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After ouster from his own party, Zimbabwe president refuses to resign

In an unexpected move, Zimbabwe President Robert Mugabe did not resign Sunday, five days after the army ordered his house arrest and hours after being sacked as party leader. The 93-year-old Mugabe gave a televised speech where he acknowledged “criticism” but did not step down from his post of nearly 40 years. Journalist Tatira Zwinoira joins Hari Sreenivasan from just outside Harare for more.

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  • HARI SREENIVASAN:

    Longtime president of Zimbabwe, 93-year-old Robert Mugabe faces impeachment proceedings tomorrow. In a televised speech today Mugabe acknowledged the criticism of his 37 years in power but he stopped short of stepping down. Many expected he would. Journalists as Tatira Zwinoira is just outside Zimbabwe's capital of Harare and is joining me now via Skype with more. I'm sure the televised newscast expecting a significant transition of power but he didn't step down?

  • TATIRA ZWINOIRA:

    Yes. He shocked everybody in the nation. It was largely expected since he was ousted as the Zanu-PF president just this afternoon and given a 24 hour ultimatum that he resigns as president. They thought that for all intents and purposes he might want to take the less disgraceful way out of power and use this state address to resign which he didn't. In fact, he went a step further in his speech to say that he's going to be presiding over the Zanu-PF Congress which is going to be done next month. This left many baffled because he was just expelled as the president! So how? In what capacity is it going to be presiding over this?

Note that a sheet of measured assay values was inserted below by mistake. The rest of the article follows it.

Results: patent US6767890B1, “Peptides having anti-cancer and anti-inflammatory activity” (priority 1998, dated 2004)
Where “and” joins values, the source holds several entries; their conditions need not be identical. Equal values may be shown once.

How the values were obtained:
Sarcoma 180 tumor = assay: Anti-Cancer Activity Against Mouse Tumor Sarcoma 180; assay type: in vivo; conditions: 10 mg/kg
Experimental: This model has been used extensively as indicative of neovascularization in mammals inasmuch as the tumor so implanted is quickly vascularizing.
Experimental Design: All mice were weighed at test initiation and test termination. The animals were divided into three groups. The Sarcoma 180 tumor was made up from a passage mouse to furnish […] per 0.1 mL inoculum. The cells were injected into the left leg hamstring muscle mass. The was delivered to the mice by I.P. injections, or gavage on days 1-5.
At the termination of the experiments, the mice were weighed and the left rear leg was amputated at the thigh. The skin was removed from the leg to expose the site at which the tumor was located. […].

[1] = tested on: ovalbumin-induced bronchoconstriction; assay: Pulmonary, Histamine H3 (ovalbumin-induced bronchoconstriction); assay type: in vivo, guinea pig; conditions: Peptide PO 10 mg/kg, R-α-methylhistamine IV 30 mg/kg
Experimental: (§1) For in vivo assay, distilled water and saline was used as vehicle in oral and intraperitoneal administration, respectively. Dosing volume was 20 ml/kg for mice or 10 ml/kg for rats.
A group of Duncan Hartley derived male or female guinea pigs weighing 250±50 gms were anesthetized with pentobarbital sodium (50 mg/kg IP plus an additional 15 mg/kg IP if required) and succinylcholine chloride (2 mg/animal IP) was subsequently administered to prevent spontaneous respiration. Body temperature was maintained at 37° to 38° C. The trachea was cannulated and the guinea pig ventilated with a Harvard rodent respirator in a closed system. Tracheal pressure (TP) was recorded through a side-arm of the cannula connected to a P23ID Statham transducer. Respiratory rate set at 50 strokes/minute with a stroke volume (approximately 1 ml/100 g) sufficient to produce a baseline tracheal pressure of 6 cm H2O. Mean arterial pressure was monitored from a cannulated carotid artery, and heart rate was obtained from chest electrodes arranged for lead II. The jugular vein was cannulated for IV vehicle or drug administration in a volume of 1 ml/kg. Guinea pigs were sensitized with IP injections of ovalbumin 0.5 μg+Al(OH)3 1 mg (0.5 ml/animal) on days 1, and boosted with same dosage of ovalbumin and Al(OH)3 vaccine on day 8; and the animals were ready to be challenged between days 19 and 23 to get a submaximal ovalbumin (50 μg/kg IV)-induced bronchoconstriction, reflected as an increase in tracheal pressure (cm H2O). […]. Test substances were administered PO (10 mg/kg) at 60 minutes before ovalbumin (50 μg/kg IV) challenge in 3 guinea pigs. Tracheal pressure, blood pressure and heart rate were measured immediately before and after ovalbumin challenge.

• HARI SREENIVASAN:

    Given the marches that we saw on the streets yesterday, What kind of support does Robert Mugabe have left?

  • TATIRA ZWINOIRA:

    Well I was talking to some sources of mine after this whole speech. It's very clear that there are some people who are helping him. This is unconfirmed, but from what I'm getting from my sources is that he actually read the wrong speech! There was a part where he was supposed to resign today and the reason why he didn't do that is because he wanted to put the generals on the spot. They have been saying this is not a coup and if they force a coup then these army generals lose legitimacy for their actions. Right now they are using the Constitution and yesterday's march which was attended by 100000 people in town. They're using all of that to justify their action.

  • HARI SREENIVASAN:

    So is Mugabe then trying to force this into a military coup.

  • TATIRA ZWINOIRA:

    Most definitely for all intents and purposes he is trying to force it. And now the next question now becomes how best will the military use their plan B? Because impeachment was always plan B. In fact, you could actually argue that was always the original plan but they just thought that they had humiliated him so much with putting him out of the party that he was just going to take the graceful way out. But he's still remaining adamant and this is just how he has always been. He doesn't bow to anyone.

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